Transitioning To Your Own Data Center
January 30th, 2013 By: Julius Neudorfer
This is the second article in a series on Creating Data Center Strategies with Global Scale.
It is very important for your initial plan to include one or more points earlier in the growth curve that is the trigger for the decision to transitioning away from a co-lo or hosting operation and into your own data center. This will avoid having to over expand in a co-lo or hosting operation while your new data center is being built. Once you have seen the rate of growth in the new territory reach a certain point, the earlier you are prepared to move ahead to build or buy your own data center, the more cost effective it will be.
Managing the time line for transitioning to your own data center is going to impact the initial recurring costs and capital costs as well as the time of final delivery. Design and construction of a new data center can typically range from 18-24 months domestically, but in some countries it can stretch to 36 months. One of the benefits of using larger global providers is that they have a pretty well established process and are more likely to quickly complete a project in foreign markets where they have existing operations and support staff.
New Data Center
Upon deciding that you are ready to have your own data center in a foreign location it is important to remember the underpinning of all computer resources still relies on the physical data center, which houses, protects and supports the underlying computing hardware. It still has the primary mandate of security and reliability, however data centers are no longer fixed monolithic inflexible structures. While as a whole they have become larger, they have also become more flexible in order to meet the ever changing demands of IT equipment and computing architectures. Modular expandable designs have become more mainstream, rather than leading edge, proof-of-concept demonstration examples. These newer designs allow for phased growth, ease of expanded provisioning and accommodating moves, adds and changes, rapidly and cost effectively.
Previously most large corporations and financial institutions would almost always build, own and operate their own dedicated data centers. Depending on your own organization’s type and size, performing an honest self-evaluation of core strengths and the level of design-build expertise and experience of internal resources is sometimes a difficult, but necessary task in order to help make the best Build vs Buy decision. For more information on this see part 1 of the Executive Series “Build vs Buy.”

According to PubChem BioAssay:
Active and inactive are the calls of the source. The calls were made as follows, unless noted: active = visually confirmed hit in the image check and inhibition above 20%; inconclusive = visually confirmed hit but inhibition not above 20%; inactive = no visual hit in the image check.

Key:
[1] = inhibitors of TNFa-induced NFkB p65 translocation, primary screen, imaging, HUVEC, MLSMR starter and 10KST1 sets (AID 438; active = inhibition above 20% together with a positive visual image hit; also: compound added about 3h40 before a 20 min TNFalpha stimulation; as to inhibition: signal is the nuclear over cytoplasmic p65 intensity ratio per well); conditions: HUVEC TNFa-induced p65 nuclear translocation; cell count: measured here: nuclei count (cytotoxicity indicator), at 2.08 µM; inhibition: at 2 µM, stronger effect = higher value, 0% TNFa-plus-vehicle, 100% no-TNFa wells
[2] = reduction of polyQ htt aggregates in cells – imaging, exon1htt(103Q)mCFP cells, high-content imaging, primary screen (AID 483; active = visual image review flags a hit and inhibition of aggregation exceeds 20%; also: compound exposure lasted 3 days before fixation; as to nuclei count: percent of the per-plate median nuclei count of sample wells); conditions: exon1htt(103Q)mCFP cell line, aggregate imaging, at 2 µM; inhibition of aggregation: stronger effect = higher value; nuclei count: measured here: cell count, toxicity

Cross Training of Key Personnel – Differing International Standards
It is imperative that part of the strategy is to cross train key support personnel in the similarities and differences of critical systems in different locations so that they can support and monitor them remotely or even be dispatched locally if necessary.
Within your own support systems try to standardize as much a possible on the type of equipment and systems used. Time zone coordination and overlap for Network Operations Centers should be part of the global support strategy (follow the sun). Remote monitoring is crucial. It allows for a unified common knowledge base for your support staff, both for the physical facility, as well for IT systems. However, note that most other countries use the metric system, which can cause some common items to vary, such as physical dimensions of racks and differing international voltages and in particular, electrical connectors.
For example in the US, standard floor tiles are 24 inches (610mm) wide and rack cabinets are also standardized at 24″ (or 30″) widths. In Europe, the standard is 600 millimeters (or 750mm), so ensuring that the correct size cabinets for the locale are ordered, is a simple, but sometimes overlooked detail. The same is true for equipment power cords and rack power strips, since the plug and receptacles, as well as voltages are different in other parts of the world. Even temperature measurements for environmental monitoring and management systems will be based on the metric system, expressed in degrees Celsius instead of Fahrenheit, some basic training of staff on international conversions is suggested.
The next installment will be on Communications and Network Design Considerations. You can download a complete PDF of Creating Data Center Strategies with Global Scale by clicking here. This series is brought to you courtesy of Digital Realty.